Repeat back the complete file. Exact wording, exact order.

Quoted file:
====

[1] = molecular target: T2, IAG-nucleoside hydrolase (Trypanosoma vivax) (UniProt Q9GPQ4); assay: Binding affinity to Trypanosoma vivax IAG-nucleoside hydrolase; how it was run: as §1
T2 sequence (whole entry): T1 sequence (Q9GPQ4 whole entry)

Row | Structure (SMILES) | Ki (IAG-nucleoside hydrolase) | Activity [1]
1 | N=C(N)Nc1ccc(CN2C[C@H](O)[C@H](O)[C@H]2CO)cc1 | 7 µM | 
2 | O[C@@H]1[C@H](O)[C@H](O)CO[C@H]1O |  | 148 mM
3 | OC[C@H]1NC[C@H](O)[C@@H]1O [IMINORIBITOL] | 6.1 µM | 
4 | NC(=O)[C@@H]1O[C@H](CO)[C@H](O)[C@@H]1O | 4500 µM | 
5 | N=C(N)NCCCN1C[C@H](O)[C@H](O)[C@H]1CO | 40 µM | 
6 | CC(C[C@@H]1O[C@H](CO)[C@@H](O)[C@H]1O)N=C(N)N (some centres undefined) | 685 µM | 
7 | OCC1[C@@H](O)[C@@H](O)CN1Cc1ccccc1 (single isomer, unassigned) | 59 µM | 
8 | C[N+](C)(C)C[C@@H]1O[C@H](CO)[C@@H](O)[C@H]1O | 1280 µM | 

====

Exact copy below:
[1] = molecular target: T2, IAG-nucleoside hydrolase (Trypanosoma vivax) (UniProt Q9GPQ4); assay: Binding affinity to Trypanosoma vivax IAG-nucleoside hydrolase; how it was run: as §1
T2 sequence (whole entry): T1 sequence (Q9GPQ4 whole entry)

Row | Structure (SMILES) | Ki (IAG-nucleoside hydrolase) | Activity [1]
1 | N=C(N)Nc1ccc(CN2C[C@H](O)[C@H](O)[C@H]2CO)cc1 | 7 µM | 
2 | O[C@@H]1[C@H](O)[C@H](O)CO[C@H]1O |  | 148 mM
3 | OC[C@H]1NC[C@H](O)[C@@H]1O [IMINORIBITOL] | 6.1 µM | 
4 | NC(=O)[C@@H]1O[C@H](CO)[C@H](O)[C@@H]1O | 4500 µM | 
5 | N=C(N)NCCCN1C[C@H](O)[C@H](O)[C@H]1CO | 40 µM | 
6 | CC(C[C@@H]1O[C@H](CO)[C@@H](O)[C@H]1O)N=C(N)N (some centres undefined) | 685 µM | 
7 | OCC1[C@@H](O)[C@@H](O)CN1Cc1ccccc1 (single isomer, unassigned) | 59 µM | 
8 | C[N+](C)(C)C[C@@H]1O[C@H](CO)[C@@H](O)[C@H]1O | 1280 µM | 